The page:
Dear Readers, do you have a plant that’s your nemesis? A plant that, although on paper ideally suited to your garden, refuses to thrive? Such a plant is flowering rush (Butomus umbellatus). This seems perfect for my garden – it’s a marginal, so I should just be able to pop it alongside the pond, but the poor thing is always miserable. I have tried it in various locations, and have come to the conclusion that it must be the lack of direct sunlight, even though I have put it in the brightest part of my north-facing garden.
This is a plant that seems to have everything to recommend it to a wildlife gardener. The flowers attract a variety of pollinators, and the stems and leaves provide somewhere for dragon and damselfly larvae to cling to as they metamorphose. It is a native plant, although it is not technically a rush – it is the sole member of the flowering-rush family, Butomaceae. Richard Mabey notes that an alternative name for the plant, ‘Pride of the Thames’, is no longer so relevant – the dredging of rivers and the straightening of their banks has destroyed much of the habitat that the plant relied on. As a species we do seem to like things neat and tidy, and sadly that has ruined the biodiversity of many areas. These days, you are most likely to see flowering rush on the Norfolk Broads or the Somerset Levels, where in addition to its beauty and attraction to pollinators, it provides cover for fish such as pike.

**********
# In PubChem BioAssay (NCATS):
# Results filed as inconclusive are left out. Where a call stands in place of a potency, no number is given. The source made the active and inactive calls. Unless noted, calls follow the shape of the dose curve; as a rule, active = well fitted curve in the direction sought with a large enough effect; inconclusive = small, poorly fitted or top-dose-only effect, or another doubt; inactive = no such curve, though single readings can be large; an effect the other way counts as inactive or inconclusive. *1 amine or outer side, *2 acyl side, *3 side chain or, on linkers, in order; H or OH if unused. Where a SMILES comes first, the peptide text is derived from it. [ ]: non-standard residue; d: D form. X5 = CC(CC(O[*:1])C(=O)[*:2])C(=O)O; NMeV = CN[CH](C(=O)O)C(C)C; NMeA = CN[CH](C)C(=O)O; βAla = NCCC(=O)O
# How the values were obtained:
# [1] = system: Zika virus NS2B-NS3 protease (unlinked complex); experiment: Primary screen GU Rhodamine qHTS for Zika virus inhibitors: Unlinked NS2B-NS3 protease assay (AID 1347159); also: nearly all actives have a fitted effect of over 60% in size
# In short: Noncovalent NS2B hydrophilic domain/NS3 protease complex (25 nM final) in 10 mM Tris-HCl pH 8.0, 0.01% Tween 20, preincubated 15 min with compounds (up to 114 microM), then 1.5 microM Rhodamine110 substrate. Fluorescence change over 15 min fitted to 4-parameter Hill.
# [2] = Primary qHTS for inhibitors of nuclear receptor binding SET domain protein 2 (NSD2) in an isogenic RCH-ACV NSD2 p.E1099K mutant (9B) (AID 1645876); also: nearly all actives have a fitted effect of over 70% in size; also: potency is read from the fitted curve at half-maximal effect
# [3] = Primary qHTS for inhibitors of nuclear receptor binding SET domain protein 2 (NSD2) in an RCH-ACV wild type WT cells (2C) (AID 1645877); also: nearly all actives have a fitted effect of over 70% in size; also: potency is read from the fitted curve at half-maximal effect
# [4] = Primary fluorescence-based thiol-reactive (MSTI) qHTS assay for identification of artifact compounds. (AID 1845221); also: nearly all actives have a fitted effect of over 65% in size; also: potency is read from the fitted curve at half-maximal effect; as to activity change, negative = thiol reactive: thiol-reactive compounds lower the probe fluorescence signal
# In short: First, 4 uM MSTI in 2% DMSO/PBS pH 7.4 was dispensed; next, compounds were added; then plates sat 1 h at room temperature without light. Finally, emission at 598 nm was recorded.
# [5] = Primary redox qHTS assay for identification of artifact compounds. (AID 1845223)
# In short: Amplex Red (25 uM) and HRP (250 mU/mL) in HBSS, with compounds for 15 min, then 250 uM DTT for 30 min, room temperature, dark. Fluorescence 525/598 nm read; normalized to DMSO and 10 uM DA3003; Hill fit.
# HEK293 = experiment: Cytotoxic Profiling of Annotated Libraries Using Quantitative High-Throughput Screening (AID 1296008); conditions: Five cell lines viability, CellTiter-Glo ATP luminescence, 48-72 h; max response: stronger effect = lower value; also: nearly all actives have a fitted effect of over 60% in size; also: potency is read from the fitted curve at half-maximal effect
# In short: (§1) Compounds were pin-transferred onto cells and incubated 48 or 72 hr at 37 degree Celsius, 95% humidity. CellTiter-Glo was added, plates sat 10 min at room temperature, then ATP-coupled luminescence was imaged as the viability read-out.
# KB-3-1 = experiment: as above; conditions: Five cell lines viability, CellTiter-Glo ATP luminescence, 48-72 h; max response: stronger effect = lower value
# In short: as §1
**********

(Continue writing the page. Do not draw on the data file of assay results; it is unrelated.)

In the USA, however, it has become an invasive species, probably because there is a lot of suitable habitat. The plant can make it difficult for animals to reach the water, and it provides cover for a number of voracious introduced fish species. However the Iroquois people use the plant as a de-wormer for cattle and horses, so it clearly isn’t all bad.
As far as humans are concerned, flowering rush has provided a green or yellow dye. The Yakut people of Russia called the plant ‘bread-flower’, and made flour from its rhizomes until they came into contact with wheat – until then, the plant was their main source of carbohydrates, and the roots are a very rich source of starch.
And finally, a poem. I’m not sure if the rush in the poem is ‘our’ rush, but as this is Seamus Heaney, it will do.
For Barrie Cooke
He robbed the stones’ nests, uncradled
As he orphaned and betrothed rock
To rock: his unaccustomed hand
Went chambering upon hillock
And bogland. Clamping, balancing,
That whole day spent in the Burren,
He did not find and add to them
But piled up small cairn after cairn
And dressed some stones with his own mark.
Which he tells of with almost fear;
And of strange affiliation
To what was touched and handled there,
Unexpected hives and castlings
Pennanted now, claimed by no hand:
Rush and ladysmock , heather-bells
Blowing in each aftermath of wind.
But do let me know, readers. Which are the plants that you should be able to grow, but that just don’t work for you? And any ideas on my flowering rush would also be most gratefully received.
Photo One by Zoran Gavrilović, CC BY-SA 4.0 <https://creativecommons.org/licenses/by-sa/4.0>, via Wikimedia Commons
Photo Two by Krzysztof Ziarnek, Kenraiz, CC BY-SA 4.0 , via Wikimedia Commons